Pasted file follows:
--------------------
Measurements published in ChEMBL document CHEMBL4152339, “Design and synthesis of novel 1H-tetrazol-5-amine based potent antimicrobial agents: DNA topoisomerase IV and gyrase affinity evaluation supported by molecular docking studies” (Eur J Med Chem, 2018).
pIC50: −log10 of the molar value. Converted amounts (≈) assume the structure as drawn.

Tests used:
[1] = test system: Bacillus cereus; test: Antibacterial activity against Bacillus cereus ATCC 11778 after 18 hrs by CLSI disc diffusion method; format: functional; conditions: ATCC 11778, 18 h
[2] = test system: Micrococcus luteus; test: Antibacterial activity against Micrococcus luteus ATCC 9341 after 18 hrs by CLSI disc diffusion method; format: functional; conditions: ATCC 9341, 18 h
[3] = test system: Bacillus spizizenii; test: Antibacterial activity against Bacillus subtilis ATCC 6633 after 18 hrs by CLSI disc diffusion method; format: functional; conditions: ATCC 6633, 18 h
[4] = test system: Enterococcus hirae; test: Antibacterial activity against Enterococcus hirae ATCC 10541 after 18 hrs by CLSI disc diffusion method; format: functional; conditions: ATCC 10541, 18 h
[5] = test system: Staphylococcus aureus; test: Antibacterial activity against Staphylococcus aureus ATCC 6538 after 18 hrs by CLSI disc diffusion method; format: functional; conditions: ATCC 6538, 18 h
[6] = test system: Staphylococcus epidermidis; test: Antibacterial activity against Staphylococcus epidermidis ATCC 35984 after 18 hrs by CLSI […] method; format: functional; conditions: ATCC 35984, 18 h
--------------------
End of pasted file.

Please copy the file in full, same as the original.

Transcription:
Measurements published in ChEMBL document CHEMBL4152339, “Design and synthesis of novel 1H-tetrazol-5-amine based potent antimicrobial agents: DNA topoisomerase IV and gyrase affinity evaluation supported by molecular docking studies” (Eur J Med Chem, 2018).
pIC50: −log10 of the molar value. Converted amounts (≈) assume the structure as drawn.

Tests used:
[1] = test system: Bacillus cereus; test: Antibacterial activity against Bacillus cereus ATCC 11778 after 18 hrs by CLSI disc diffusion method; format: functional; conditions: ATCC 11778, 18 h
[2] = test system: Micrococcus luteus; test: Antibacterial activity against Micrococcus luteus ATCC 9341 after 18 hrs by CLSI disc diffusion method; format: functional; conditions: ATCC 9341, 18 h
[3] = test system: Bacillus spizizenii; test: Antibacterial activity against Bacillus subtilis ATCC 6633 after 18 hrs by CLSI disc diffusion method; format: functional; conditions: ATCC 6633, 18 h
[4] = test system: Enterococcus hirae; test: Antibacterial activity against Enterococcus hirae ATCC 10541 after 18 hrs by CLSI disc diffusion method; format: functional; conditions: ATCC 10541, 18 h
[5] = test system: Staphylococcus aureus; test: Antibacterial activity against Staphylococcus aureus ATCC 6538 after 18 hrs by CLSI disc diffusion method; format: functional; conditions: ATCC 6538, 18 h
[6] = test system: Staphylococcus epidermidis; test: Antibacterial activity against Staphylococcus epidermidis ATCC 35984 after 18 hrs by CLSI […] method; format: functional; conditions: ATCC 35984, 18 h